"In the best interests of patients and caregivers in the private and public health sectors, WHO is calling for an end to the use of these serological tests to diagnose tuberculosis," said Dr. Mario Raviglione, Director of WHO Stop TB Department. "A blood test for diagnosing active TB disease is bad practice. Test results are inconsistent, imprecise and put patients' lives in danger."

Today's policy recommendation applies to blood tests for active TB. Blood tests for inactive TB infection (also known as dormant or latent TB) are currently under review by WHO.

New recommendation after 12 months of rigorous analysis

The new recommendation comes after 12 months of rigorous analysis of evidence by WHO and global experts. Ninety-four studies were evaluated -- 67 for pulmonary tuberculosis (TB in the lungs) and 27 for extrapulmonary tuberculosis (TB elsewhere in other organs). Overwhelming evidence showed that the blood tests produced an unacceptable level of wrong results - false-positives or false-negatives -- relative to tests endorsed by WHO.

Problems of misdiagnosis

The research revealed "low sensitivity" in commercial blood tests which leads to an unacceptably high number of patients wrongly being given the "all clear" (i.e. a false-negative when in reality they have active TB). This can result in the transmission of the disease to others or even death from untreated tuberculosis. It also revealed "low specificity", which leads to an unacceptably high number of patients being wrongly diagnosed with TB (i.e. a false-positive when in reality they do not have active TB). Those patients may then undergo unnecessary treatment, while the real cause of their illness remains undiagnosed, which may then also result in premature death.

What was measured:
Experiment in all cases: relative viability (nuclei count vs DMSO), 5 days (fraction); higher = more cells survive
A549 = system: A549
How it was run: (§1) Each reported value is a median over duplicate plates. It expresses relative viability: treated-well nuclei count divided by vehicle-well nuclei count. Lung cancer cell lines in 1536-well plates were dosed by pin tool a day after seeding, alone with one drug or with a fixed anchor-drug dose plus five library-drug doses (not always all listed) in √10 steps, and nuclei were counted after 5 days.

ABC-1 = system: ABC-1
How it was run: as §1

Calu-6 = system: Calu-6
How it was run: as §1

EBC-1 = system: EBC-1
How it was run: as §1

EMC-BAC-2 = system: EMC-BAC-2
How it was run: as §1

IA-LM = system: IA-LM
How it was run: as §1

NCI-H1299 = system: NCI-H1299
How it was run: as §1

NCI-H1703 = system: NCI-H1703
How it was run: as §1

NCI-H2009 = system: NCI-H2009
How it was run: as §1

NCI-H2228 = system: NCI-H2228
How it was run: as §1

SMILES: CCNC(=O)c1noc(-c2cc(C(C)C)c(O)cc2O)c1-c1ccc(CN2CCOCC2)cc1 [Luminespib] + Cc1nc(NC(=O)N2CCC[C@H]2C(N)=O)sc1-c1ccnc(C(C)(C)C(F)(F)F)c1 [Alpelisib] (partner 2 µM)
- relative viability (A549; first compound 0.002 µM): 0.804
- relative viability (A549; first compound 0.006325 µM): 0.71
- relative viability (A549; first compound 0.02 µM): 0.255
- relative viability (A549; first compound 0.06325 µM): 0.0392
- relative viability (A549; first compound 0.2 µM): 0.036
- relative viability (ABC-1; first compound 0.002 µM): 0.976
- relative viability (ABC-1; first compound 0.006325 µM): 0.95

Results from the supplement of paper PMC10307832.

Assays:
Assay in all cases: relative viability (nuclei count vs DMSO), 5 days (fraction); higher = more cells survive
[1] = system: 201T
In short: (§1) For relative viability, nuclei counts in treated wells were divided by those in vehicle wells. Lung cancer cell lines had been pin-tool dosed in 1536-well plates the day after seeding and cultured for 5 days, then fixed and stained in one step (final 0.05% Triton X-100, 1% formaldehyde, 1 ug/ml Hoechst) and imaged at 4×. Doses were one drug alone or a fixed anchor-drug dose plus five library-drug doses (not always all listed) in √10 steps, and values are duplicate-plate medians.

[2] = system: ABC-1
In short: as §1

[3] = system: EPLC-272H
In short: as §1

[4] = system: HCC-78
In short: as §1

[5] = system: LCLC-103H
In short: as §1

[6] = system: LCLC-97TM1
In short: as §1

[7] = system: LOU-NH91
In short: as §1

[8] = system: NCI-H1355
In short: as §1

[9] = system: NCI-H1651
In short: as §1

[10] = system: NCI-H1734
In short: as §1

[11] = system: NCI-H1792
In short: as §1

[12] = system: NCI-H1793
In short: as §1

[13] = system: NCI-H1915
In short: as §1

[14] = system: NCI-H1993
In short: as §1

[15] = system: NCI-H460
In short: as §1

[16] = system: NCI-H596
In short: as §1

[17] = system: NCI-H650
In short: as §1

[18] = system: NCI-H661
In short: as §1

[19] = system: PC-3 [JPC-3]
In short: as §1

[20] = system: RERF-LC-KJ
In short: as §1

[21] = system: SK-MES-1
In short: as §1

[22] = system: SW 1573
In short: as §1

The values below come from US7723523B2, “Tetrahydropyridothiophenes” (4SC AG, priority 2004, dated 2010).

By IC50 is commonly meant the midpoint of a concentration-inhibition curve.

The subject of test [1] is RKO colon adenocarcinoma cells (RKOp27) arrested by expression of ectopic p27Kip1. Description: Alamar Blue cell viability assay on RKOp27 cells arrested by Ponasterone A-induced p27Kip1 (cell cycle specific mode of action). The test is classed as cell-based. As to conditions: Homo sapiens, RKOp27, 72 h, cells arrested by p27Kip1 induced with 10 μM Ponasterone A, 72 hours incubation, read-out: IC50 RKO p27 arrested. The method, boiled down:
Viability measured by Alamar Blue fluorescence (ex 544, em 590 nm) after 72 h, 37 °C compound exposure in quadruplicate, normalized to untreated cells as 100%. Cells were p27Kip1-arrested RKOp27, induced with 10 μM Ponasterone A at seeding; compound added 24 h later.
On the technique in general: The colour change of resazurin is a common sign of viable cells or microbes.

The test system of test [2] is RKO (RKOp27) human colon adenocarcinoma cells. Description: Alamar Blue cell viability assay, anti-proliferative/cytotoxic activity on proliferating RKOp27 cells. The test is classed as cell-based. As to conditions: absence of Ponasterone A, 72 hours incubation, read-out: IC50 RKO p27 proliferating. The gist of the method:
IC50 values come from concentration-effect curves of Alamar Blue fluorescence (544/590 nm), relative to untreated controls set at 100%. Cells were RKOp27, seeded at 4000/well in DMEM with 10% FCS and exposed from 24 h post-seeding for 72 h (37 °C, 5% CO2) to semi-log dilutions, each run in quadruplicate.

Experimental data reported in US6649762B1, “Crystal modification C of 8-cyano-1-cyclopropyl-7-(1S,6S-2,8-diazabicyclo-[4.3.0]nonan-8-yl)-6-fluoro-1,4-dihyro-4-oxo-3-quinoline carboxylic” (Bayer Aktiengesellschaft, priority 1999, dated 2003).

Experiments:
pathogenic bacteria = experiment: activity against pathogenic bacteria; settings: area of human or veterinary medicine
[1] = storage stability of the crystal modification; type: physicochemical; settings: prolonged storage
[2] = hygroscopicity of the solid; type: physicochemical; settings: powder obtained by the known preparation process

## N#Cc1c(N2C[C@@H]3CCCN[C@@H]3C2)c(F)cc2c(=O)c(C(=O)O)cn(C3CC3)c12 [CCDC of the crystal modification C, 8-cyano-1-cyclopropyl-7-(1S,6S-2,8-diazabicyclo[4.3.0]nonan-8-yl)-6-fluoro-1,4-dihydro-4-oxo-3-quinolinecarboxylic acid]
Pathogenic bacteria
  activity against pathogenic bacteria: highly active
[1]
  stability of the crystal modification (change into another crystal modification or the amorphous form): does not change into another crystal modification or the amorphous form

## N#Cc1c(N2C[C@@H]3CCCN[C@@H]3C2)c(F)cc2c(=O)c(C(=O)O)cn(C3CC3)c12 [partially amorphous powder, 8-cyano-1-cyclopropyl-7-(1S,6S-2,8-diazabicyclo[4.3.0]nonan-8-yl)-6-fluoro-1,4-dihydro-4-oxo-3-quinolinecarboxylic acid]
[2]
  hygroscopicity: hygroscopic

The inaccurate blood tests are costly

More than a million of these inaccurate blood tests are carried out annually to diagnose active TB, often at great financial cost to patients. Many patients pay up to US$ 30 per test. There are at least 18 of these blood tests available on the market. Most of these tests are manufactured in Europe and North America, even though the blood tests are not approved by any recognized regulatory body.

Selling substandard tests with unreliable results

"Blood tests for TB are often targeted at countries with weak regulatory mechanisms for diagnostics, where questionable marketing incentives can override the welfare of patients," said Dr. Karin Weyer, Coordinator of TB Diagnostics and Laboratory Strengthening for the WHO Stop TB Department. "It's a multi-million dollar business centred on selling substandard tests with unreliable results."

This is the first time WHO has issued an explicit "negative" policy recommendation against a practice that is widely used in tuberculosis care. It underscores the Organization's determination to translate strong evidence into clear policy advice to governments.

Tuberculosis kills 1.7 million people every year, and is the major killer of people living with HIV. Improving the early and effective diagnosis of TB to ensure more lives are saved is a priority action for WHO and the international TB community. TB research is currently underway to bring better and more rapid tests that are easy to administer, effective and accurate.



KR Steingart, LL Flores, N Dendukuri, et al. Commercial serological tests for the diagnosis of active pulmonary and extrapulmonary tuberculosis: An updated systematic review and meta-analysis. PLoS Medicine 8(8): e1001062 (full text). August 9, 2011.

DW Dowdy, KR Steingart, and M Pai. Serological testing versus other strategies for diagnosis of active tuberculosis in India: A cost-effectiveness analysis. PLoS Medicine 8(8): e1001074 (full text). August 9, 2011.

Other Source

World Health Organization. WHO Warns Against the Use of Inaccurate Blood Tests for Active Tuberculosis. Press release. July 20, 2011.